Donna Fletcher Crow, Novelist of British History, has written more than 50 books specializing in British Christianity. These books include: The Monastery Murders, clerical mysteries; Lord Danvers Investigates, Victorian true-crime; The Elizabeth and Richard series, literary suspense; and Glastonbury, The Novel of Christian England. She loves research and sharing you-are-there experiences with her readers.
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Donna Fletcher Crow, Novelist of British History
A traveling researcher engages people and places from Britain's past and present, drawing comparisons and contrasts between past and present for today's reader.
By Donna Fletcher Crow ~ March 22, 2021
I’ll admit it. In preparing my video Jane Austen from Paradise to Portsmouth I did worry about my American accent. Would it be acceptable to English viewers? To American viewers, for that matter? Should I attempt to speak in cut glass “received” English? An endeavor at which I knew I would fail.
But then, what would Jane have sounded like, living in rural Hampshire 200+ years ago?
I consulted one of my favorite authorities Bill Bryson. In his book The Mother Tongue, he reported that:
Dr. David Ramsay, one of the first American historians, noted in 1791 that Americans had a particular purity of speech, the result of people from all over Britain being thrown together in America where they “dropped the peculiarities of their several provincial...
By Donna Fletcher Crow ~ March 11, 2021
A worldwide pandemic isn’t a career move, but in the past year many of us have been forced to reinvent ourselves due to the strictures of not being able to travel, hold meetings, or speak to groups in person. That’s what happened to me when I was barred from taking research trips, speaking at book festivals, and meeting with readers’ groups.
When closures continued this year, I agreed to give...
By Donna Fletcher Crow ~ February 23, 2021
Here's all you need to know to register for my upcoming gig—Monday March 1, at the Portsmouth Bookfest—via Zoom, of course.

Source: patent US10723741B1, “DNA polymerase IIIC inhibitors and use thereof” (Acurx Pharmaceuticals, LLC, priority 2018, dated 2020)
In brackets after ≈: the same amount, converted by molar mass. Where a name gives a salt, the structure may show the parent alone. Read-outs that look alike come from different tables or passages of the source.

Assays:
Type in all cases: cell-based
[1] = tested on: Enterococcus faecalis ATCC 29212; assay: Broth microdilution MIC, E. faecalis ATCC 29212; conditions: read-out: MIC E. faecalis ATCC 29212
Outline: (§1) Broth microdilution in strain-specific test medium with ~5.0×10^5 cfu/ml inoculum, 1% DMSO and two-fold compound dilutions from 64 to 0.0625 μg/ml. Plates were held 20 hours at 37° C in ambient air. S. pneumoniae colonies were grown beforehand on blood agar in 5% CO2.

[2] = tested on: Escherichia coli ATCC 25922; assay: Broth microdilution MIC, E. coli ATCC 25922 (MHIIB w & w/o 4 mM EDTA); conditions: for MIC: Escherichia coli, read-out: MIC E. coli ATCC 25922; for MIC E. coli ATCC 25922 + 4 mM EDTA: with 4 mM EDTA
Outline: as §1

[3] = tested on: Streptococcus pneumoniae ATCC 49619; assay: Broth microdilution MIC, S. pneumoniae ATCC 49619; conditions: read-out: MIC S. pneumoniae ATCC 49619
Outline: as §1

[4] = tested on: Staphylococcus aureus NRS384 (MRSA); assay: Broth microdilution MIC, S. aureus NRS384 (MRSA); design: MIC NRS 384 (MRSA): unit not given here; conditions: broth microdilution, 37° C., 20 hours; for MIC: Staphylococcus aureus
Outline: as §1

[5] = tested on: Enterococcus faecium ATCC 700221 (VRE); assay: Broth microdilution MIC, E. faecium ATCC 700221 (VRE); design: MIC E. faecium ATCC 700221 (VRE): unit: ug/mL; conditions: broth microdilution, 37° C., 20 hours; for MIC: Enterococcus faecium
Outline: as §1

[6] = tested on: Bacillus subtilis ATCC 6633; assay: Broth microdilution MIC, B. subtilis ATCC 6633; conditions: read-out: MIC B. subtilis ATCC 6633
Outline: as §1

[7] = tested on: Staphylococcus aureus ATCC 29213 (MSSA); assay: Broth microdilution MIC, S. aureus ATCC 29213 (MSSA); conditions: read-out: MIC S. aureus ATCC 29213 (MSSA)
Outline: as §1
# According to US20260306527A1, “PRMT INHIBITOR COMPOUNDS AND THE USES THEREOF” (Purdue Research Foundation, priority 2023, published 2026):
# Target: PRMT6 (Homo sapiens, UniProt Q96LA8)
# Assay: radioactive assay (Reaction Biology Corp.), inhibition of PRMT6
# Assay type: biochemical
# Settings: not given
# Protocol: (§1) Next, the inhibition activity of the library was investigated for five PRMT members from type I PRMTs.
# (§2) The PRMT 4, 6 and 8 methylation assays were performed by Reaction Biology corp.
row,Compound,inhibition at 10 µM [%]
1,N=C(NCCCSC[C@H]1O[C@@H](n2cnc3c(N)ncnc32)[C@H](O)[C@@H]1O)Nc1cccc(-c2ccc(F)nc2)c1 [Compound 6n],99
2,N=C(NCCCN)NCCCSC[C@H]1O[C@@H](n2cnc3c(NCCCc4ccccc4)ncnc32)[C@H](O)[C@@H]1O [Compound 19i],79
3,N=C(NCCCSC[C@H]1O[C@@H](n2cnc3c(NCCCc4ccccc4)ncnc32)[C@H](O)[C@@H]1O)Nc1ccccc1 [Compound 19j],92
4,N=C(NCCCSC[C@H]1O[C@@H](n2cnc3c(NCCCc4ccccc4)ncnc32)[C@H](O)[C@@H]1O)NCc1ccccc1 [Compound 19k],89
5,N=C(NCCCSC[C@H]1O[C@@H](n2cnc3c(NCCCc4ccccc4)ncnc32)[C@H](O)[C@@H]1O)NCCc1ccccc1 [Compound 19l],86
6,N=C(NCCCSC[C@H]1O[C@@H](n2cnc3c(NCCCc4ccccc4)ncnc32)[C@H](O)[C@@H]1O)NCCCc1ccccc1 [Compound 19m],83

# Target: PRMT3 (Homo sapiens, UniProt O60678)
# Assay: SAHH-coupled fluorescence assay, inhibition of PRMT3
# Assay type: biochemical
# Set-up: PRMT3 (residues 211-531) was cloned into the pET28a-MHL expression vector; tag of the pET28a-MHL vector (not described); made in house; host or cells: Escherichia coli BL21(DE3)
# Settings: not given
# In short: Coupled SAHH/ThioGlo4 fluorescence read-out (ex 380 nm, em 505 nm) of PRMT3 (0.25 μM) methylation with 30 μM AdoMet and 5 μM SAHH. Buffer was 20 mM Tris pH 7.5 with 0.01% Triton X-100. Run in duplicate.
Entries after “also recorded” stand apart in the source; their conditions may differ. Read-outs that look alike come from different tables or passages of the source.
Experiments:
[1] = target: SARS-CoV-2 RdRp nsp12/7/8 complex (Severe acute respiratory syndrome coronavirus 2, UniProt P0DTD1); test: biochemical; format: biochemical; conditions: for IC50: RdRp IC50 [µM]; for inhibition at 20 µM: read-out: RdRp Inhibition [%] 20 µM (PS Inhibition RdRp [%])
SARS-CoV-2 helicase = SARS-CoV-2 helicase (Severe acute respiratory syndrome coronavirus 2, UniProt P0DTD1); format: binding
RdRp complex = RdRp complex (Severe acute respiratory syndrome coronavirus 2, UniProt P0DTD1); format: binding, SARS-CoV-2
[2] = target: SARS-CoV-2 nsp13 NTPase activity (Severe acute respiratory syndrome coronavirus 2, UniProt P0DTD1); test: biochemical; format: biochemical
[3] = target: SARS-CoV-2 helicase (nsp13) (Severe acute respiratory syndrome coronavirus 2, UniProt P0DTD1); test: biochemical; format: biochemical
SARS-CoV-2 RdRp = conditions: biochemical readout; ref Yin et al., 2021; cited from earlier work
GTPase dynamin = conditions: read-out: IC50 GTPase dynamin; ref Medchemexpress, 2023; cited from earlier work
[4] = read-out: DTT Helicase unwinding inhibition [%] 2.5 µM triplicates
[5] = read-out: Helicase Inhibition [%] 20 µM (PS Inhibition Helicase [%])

I will be appearing as Jane Austen, and in her persona, will talk about the importance of Portsmouth both to the Austen family—especially her sailor brothers, and in Jane’s letters and books—especially Mansfield Park.
The event will be at 7:00 English Time—which makes it 12 noon here in Idaho. This site can help you convert this to your own time.
I’m preparing lots of slides to illustrate Jane’s talk and Jane and I will both welcome questions and comments at the end. We would love...
By Donna Fletcher Crow ~ February 3, 2021
As a “recovering lawyer” my husband has always read obituaries routinely. He needs to know if a client for whom he wrote a will has died. Only in the last few years, however, have I taken routinely to reading obituaries—those on the last page of The Economist. They are extremely well written and people’s lives fascinate me.
Occasionally the obituaries feature someone of whom I have heard—a world leader or a favorite actor. But only once before has The Economist obituary been someone I actually knew personally. (PD James) So it was with something of a jolt from the past that I read the obituary this week of Katharine Whitehorn who died January 8 at the...
By Donna Fletcher Crow ~ January 20, 2021
Well, okay, I’ll be appearing in the persona of my favorite author. But surely, this will be a nostalgic return for Jane. Austen lived in nearby Southampton between 1806 and 1809. Austen set a major scene in her novel Mansfield Park in what is now Old Portsmouth. Her brothers Francis and Charles attended the royal Naval Academy in Portsmouth, and Francis, who rose to be Admiral of the Fleet, made his home in Portsmouth.
For my March 1 presentation at the Portsmouth Bookfest Jane will conduct us on walking tours of both Portsmouth...
By Donna Fletcher Crow ~ January 16, 2021
"I wonder if any year before 2021 has been greeted with such a universal sigh of relief? The feeling that ‘We made it!’ and ‘Things will surely get better now’ seem to be everywhere.
"And the experts agree. But not yet. On January 2 ‘The Economist’ warned ‘The Tunnel Gets Darker.’ New mutations of the virus mean that ‘the nights are still growing longer.’ In many places hospitalized patients ‘have now exceeded the peak’ of last April.
"The article concluded: ‘There is still light at the end of the tunnel. But the road through it has become a lot more treacherous.’ Vaccinations are, indeed, out there. Some, already delivered....
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